As mentioned in Gertie’s previous rant about why ROI in digital marketing is bullshit, any one-size-fits-all ROI calculation formula that you read on a website is always going to be too general to offer real insight. Calculating your return on investment requires you to be very aware of the nuance and context around your business’ framework and goals.
It’s tough being a marketer these days (well, not tough but difficult-ish). Not only do trends and tactics change at an alarming rate but if you’re new to the game you’ll also be barraged with seemingly unfamiliar acronyms left, right and centre: KPI, SEO, CRO, UX, PPC, TTFB, SME, B2B, YMCA… FFS!! How are you supposed to figure out which acronyms actually matter for your marketing?
So, according to wise guy Malcolm Gladwell, if you practice a skill for 10,000 hours it is enough to make you an expert at it. Perhaps this is why my 12 year old self became so obsessed with pogo-sticks – because I was actively aware of how much I improved with every hour I spent pointlessly jumping up and down. God, return on investment was so simple as a kid.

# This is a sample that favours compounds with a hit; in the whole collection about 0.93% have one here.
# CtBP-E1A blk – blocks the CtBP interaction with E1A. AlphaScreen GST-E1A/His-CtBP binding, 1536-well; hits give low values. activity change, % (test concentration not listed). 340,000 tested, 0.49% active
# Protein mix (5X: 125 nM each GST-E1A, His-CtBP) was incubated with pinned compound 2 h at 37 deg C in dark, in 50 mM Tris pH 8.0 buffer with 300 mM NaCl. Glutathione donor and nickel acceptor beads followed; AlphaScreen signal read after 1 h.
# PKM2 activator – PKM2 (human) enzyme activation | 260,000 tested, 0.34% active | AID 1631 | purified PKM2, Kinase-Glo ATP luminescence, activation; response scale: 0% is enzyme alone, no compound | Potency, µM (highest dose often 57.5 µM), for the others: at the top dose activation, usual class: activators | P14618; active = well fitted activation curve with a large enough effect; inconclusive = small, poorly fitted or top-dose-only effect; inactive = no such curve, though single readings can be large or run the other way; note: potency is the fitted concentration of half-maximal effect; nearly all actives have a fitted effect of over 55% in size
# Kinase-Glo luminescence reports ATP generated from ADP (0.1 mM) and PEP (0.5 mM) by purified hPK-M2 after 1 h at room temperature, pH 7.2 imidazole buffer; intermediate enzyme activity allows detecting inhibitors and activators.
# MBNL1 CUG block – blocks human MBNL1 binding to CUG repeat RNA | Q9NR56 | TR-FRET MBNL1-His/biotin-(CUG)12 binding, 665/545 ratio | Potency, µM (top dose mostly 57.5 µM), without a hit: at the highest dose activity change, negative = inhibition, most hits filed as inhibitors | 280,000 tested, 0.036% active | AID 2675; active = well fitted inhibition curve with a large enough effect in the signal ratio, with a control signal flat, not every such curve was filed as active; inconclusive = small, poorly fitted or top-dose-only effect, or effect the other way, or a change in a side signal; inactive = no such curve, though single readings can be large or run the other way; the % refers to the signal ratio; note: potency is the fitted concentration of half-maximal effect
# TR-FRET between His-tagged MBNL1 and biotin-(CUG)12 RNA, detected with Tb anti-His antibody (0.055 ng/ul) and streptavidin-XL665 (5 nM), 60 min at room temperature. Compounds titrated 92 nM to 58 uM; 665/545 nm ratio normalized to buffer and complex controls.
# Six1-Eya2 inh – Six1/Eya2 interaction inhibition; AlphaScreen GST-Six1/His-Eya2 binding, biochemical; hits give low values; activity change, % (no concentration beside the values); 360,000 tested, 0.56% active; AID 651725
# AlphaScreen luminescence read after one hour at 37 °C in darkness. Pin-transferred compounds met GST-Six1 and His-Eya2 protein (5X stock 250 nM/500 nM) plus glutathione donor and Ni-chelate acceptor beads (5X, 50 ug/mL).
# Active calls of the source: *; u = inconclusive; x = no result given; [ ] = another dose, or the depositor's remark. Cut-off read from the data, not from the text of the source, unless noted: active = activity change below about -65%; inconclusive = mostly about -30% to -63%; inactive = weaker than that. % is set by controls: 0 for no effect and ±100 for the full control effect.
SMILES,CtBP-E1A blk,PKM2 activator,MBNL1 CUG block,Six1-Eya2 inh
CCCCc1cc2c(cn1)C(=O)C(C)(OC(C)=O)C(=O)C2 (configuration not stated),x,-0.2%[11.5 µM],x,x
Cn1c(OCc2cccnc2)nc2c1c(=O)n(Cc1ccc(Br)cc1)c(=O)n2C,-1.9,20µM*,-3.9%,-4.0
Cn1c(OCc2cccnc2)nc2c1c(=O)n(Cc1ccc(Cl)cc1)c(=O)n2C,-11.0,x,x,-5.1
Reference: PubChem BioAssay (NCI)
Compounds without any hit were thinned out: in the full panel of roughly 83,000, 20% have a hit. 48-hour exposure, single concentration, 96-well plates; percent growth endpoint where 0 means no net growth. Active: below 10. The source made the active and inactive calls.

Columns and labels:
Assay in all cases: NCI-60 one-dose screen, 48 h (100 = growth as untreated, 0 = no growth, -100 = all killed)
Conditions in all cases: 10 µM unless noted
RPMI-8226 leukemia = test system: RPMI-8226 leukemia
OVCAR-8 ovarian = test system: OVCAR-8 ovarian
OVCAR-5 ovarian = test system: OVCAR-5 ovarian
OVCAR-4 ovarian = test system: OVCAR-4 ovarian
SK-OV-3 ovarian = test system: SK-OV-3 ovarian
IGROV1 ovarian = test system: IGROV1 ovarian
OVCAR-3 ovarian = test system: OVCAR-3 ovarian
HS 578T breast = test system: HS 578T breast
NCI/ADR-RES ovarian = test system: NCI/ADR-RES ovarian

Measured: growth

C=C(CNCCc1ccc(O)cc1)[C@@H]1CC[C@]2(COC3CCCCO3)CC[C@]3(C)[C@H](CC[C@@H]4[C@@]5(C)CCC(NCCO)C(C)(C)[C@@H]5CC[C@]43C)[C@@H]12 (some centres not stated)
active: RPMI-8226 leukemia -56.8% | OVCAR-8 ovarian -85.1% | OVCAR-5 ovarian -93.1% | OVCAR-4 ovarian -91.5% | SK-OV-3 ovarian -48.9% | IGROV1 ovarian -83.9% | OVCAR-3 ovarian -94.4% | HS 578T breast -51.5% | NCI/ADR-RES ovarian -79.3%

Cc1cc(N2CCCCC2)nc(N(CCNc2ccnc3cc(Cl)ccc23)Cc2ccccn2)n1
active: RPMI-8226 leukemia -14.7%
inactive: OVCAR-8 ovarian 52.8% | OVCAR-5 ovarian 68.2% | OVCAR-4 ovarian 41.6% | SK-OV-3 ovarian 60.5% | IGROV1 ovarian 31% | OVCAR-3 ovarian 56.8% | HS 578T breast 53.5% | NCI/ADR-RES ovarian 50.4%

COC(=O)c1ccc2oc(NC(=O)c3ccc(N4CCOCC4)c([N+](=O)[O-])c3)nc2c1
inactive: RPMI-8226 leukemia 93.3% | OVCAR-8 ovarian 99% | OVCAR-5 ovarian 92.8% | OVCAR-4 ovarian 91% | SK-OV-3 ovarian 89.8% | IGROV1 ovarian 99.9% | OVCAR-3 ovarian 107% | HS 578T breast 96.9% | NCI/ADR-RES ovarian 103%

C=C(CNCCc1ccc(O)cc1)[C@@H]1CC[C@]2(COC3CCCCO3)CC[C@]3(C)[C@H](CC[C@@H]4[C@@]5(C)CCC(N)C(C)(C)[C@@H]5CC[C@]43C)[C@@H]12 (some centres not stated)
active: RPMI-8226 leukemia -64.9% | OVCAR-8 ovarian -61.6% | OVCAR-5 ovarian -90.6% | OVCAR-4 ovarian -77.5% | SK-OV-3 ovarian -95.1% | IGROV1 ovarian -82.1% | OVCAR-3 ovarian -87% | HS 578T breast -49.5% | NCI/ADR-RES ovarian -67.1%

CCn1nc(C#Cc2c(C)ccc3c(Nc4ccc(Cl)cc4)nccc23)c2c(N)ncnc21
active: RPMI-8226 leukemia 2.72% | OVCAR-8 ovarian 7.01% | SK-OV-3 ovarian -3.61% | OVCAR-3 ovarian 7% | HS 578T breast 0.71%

ROI in digital marketing is, however, far more dynamic.
Measuring website sessions by channel is a pretty fundamental KPI for any marketer in the 21st century. If you’re unfamiliar with how to find this information, here's how:
HubSpot gives a mind boggling amount of information to us digital marketers. If you're new to HubSpot, here's how to find the useful info on which channel is driving website visitors to your site.
To annotate your marketing activity in Google Analytics, all you need to do is login to your account and look for the little arrow directly beneath the graph on that first Overview page.
By adding context about your marketing activity to HubSpot's Analytics, you'll become a more effective marketer. Here's how.